From Cairo to Canton
The Arab Spring of anti-government protests against in North Africa and the Middle East a decade ago were accompanied by hacktivist activity by the likes of Anonymous.
The ongoing protests in Hong Kong are not thought to have been accompanied by significant online protests by activists, although they have been accompanied by Chinese information warfare campaigns using social media.
These non-too-subtle efforts have led to Twitter’s decision to ban more than 900 accounts blamed for attempts to spread fake news. Facebook has also blocked accounts blamed for spreading misinformation about Hong Kong.
Moriuchi, former head of the NSA’s East Asia and Pacific cyber threats office, commented: “We do not believe these accounts suspended by Twitter and Facebook were actually part of a true hacktivism campaign. Twitter stated this activity was a ‘coordinated state-backed operation,’ which is instead categorized as an influence or disinformation operation.
“While some hacktivists are certainly motivated by patriotism and defense of their country, this activity as described by Twitter falls far outside of that hacktivism realm.”
She added: “If Twitter’s assessment is accurate, then this activity is a state-run influence campaign designed to distort the facts and co-opt the narrative around the Hong Kong protests. These are not simply motivated Chinese patriots, but inauthentic accounts promoting false facts and narratives with the goal of distorting the narrative on the Hong Kong protests.”
The latest interference has its precedents. For example, five years ago a series of DDoS attacks against the Hong Kong’s then nascent pro-democracy movement were blamed on “patriotic hackers” loyal to China.
China’s first hacktivists were patriotic, initially angered by anti-Chinese riots in Indonesia. Groups such as the Green Army, China Eagle Union, and Hongke (or Honker) Union emerged from online pro-China bulletin boards.
These groups all contributed to early internet defacements, DDoS attacks, and credential thefts targeting the US and other Chinese adversaries.
“All of these initial groups have since splintered, shut themselves down, or integrated into China’s rapidly growing cybersecurity industry,” Recorded Future explains.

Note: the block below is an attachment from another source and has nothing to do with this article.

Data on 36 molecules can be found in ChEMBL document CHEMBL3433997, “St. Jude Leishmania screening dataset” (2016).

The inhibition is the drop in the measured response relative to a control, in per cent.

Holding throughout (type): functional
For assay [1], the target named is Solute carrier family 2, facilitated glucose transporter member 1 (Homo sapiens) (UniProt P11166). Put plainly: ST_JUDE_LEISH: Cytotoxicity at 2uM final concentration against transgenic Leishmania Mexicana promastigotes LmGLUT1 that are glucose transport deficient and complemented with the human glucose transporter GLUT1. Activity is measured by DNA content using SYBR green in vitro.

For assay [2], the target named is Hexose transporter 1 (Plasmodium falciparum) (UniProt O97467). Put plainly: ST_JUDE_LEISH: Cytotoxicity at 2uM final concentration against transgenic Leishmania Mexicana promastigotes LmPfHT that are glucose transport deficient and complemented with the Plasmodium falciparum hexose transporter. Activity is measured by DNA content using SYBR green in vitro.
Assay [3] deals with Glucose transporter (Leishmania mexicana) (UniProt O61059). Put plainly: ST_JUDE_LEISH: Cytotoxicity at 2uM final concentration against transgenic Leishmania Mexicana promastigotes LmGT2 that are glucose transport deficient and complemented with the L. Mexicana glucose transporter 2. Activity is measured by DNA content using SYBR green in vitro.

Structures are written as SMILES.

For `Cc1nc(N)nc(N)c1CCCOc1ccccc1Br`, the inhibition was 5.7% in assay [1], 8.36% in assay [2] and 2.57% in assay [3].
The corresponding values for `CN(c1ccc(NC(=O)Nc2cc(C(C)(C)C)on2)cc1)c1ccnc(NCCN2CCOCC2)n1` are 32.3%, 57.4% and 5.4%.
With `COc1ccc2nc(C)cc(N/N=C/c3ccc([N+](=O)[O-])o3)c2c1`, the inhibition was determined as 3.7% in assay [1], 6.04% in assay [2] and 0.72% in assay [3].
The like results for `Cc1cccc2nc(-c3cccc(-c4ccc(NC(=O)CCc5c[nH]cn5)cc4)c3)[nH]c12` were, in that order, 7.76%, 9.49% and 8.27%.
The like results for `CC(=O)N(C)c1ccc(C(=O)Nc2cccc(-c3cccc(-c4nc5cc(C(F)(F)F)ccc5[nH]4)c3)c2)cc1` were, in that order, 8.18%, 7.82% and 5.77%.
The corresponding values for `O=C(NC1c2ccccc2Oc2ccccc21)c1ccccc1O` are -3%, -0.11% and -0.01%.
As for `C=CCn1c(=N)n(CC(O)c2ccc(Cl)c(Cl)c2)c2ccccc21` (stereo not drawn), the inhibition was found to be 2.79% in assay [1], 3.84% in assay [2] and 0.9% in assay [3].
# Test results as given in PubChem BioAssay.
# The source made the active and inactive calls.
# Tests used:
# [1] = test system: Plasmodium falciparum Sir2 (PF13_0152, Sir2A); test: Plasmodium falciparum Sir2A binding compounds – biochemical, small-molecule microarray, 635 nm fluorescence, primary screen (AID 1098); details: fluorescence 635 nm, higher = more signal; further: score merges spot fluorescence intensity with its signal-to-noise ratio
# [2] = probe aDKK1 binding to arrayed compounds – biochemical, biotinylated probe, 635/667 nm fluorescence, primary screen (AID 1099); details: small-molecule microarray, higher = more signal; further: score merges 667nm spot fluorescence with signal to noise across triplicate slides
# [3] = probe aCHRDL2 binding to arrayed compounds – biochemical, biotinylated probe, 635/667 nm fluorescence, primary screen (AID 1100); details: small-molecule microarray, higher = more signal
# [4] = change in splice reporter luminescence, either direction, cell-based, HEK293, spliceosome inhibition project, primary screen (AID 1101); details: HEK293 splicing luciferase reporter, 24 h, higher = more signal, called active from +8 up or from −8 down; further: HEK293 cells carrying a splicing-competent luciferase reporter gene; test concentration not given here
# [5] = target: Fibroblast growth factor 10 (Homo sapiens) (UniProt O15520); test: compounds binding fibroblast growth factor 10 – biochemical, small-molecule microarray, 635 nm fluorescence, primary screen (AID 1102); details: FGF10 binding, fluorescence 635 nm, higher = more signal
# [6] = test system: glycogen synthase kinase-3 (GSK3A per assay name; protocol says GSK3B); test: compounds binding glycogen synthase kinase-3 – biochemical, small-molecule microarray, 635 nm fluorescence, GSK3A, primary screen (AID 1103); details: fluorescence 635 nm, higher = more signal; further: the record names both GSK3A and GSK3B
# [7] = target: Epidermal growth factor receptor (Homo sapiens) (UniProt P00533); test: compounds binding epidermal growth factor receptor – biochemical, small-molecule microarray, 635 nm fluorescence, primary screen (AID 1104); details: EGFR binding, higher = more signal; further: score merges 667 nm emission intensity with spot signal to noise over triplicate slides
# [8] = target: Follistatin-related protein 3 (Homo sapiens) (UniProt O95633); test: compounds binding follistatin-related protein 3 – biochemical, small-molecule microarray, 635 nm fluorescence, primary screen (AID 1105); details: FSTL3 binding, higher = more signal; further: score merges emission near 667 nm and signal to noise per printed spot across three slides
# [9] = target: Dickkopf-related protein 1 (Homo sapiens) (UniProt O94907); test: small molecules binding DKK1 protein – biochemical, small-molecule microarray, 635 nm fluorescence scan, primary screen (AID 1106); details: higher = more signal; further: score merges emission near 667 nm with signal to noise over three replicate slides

“More recent Chinese hacktivism events, such as 1937CN’s politically motivated attack on Vietnamese targets, were tenuously linked to wider, possibly state-sponsored cyberespionage campaigns. Anti-Chinese hacktivists exist in China’s borders as well,” it added.
Elsewhere while politically motivated cyber campaigns have emerged from Russia, most of Russia’s “grassroots” hacktivist organizations or operations have been associated with Russian intelligence organizations or have been linked to Russian government support.
Looking further afield, various groups of people directly employed by state governments, like Iran’s Al Qassam Cyber Fighters and the Syrian Electronic Army, have “cooperated with other, more organic hacktivist groups to participate in hacktivist operations that are in line with state goals”.
“We assess that hacktivism as a technique will persist and will be conducted by more motivated and often more capable actors,” Recorded Future concludes. “Non-state sponsored volunteer hacktivist groups in the future may also consist of more dedicated and skilled members.
“With an increase in operations from nation-states involving coordinated campaigns with hacktivists of like mind or government operators acting as hacktivists, the use of advanced techniques and more persistent activity may be expected from purported hacktivists,” it warns.
The target audience for Recorded Future’s research includes security practitioners whose enterprises may be targets for hacktivism.
Government agencies and enterprises involved in regional flashpoints such as the Middle East, in politically sensitive endeavors, or in sectors including finance and the defense are the typical targets of hacktivist action.
Other critical sectors (such as healthcare, information technology, transportation, and energy) may also find themselves targets of opposing nationalist and militant hacktivists, Recorded Future warns.